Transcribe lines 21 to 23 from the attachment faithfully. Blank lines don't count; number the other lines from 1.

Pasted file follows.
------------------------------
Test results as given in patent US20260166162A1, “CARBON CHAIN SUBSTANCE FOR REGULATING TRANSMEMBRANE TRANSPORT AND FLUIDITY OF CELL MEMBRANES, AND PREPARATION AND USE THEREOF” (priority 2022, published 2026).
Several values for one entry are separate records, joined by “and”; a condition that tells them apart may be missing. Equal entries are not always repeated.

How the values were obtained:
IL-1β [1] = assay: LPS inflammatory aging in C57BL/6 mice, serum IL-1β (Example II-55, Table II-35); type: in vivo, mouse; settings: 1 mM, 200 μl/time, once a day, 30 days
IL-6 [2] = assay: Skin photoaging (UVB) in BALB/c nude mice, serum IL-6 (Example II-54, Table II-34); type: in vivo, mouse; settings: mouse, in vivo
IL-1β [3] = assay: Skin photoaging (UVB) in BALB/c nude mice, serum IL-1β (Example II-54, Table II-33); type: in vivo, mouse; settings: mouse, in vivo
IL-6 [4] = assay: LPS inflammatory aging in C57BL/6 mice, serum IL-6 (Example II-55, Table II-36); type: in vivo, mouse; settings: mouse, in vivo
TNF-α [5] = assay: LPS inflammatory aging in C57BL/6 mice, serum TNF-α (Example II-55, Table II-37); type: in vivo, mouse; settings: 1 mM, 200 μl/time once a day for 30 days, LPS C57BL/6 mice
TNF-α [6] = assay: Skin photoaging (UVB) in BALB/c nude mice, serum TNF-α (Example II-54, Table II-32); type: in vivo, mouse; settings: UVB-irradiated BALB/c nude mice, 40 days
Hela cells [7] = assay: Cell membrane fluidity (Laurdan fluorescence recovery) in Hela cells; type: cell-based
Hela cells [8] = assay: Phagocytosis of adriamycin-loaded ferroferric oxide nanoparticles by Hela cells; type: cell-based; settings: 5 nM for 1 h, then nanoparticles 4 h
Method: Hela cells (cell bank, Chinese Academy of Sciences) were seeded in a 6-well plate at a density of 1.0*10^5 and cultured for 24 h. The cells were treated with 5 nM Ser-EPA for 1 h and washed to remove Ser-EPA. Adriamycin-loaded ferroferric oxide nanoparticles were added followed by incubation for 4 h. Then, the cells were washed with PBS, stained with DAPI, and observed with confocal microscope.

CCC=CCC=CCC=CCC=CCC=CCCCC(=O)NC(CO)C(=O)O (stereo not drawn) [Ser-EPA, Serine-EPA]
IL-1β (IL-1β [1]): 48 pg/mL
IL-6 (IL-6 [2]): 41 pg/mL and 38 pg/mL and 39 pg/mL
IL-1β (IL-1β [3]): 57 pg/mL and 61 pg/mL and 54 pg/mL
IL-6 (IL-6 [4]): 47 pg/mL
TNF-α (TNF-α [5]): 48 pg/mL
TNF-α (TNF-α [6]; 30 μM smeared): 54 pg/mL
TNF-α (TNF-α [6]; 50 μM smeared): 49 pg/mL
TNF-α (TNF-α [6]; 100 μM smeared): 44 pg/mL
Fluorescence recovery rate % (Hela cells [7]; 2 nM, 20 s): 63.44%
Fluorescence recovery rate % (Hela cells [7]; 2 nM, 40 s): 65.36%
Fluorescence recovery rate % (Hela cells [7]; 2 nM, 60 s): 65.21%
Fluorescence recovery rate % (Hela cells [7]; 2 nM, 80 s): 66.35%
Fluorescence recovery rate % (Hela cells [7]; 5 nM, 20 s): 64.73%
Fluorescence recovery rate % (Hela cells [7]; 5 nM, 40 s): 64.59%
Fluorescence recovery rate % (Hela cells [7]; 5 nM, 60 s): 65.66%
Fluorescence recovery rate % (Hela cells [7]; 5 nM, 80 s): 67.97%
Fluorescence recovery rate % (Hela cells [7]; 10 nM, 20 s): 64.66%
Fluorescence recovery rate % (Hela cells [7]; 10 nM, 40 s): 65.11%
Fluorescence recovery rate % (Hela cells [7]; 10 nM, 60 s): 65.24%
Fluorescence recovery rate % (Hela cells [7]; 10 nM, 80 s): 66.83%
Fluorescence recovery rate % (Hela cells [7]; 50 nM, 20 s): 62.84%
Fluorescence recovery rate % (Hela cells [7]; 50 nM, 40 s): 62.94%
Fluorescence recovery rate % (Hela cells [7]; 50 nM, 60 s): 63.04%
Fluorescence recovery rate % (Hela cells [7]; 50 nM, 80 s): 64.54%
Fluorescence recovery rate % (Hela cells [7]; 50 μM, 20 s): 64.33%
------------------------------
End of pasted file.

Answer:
TNF-α (TNF-α [6]; 100 μM smeared): 44 pg/mL
Fluorescence recovery rate % (Hela cells [7]; 2 nM, 20 s): 63.44%
Fluorescence recovery rate % (Hela cells [7]; 2 nM, 40 s): 65.36%